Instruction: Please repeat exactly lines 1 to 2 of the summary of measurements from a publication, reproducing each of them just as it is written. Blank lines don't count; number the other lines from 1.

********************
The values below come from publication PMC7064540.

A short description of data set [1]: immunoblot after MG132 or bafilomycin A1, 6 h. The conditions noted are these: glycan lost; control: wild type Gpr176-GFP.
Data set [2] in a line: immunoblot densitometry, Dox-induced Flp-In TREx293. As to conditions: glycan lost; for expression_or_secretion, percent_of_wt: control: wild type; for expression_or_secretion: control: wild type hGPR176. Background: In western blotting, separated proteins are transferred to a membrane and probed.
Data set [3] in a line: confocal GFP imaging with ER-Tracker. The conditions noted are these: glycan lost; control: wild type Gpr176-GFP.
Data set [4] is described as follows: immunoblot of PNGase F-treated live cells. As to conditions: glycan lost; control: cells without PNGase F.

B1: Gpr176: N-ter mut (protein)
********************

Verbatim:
The values below come from publication PMC7064540.

A short description of data set [1]: immunoblot after MG132 or bafilomycin A1, 6 h. The conditions noted are these: glycan lost; control: wild type Gpr176-GFP.